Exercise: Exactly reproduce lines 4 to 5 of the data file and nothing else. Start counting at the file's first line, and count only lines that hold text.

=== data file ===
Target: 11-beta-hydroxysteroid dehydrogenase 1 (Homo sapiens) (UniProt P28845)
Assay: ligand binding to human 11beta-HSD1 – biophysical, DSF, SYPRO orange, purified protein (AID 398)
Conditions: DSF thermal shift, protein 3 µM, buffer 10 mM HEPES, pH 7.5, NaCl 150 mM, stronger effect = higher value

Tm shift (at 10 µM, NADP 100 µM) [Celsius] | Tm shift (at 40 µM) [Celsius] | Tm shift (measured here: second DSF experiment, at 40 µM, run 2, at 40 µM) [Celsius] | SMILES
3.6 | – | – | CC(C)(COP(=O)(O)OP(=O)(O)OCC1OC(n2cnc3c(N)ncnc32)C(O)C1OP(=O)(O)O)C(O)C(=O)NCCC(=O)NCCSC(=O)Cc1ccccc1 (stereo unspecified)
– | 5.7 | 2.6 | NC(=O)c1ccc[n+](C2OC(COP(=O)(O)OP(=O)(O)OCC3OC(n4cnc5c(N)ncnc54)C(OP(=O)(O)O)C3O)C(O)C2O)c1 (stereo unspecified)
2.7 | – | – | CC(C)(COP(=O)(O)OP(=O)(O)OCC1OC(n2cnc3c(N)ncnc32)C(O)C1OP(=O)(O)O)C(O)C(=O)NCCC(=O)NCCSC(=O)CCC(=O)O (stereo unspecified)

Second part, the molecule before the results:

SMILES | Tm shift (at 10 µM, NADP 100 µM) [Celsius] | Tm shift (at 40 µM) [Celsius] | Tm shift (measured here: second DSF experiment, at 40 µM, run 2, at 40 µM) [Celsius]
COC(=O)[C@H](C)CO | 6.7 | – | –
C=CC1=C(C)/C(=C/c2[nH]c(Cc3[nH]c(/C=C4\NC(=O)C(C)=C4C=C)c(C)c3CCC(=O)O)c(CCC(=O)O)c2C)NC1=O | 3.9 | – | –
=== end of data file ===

Tm shift (at 10 µM, NADP 100 µM) [Celsius] | Tm shift (at 40 µM) [Celsius] | Tm shift (measured here: second DSF experiment, at 40 µM, run 2, at 40 µM) [Celsius] | SMILES
3.6 | – | – | CC(C)(COP(=O)(O)OP(=O)(O)OCC1OC(n2cnc3c(N)ncnc32)C(O)C1OP(=O)(O)O)C(O)C(=O)NCCC(=O)NCCSC(=O)Cc1ccccc1 (stereo unspecified)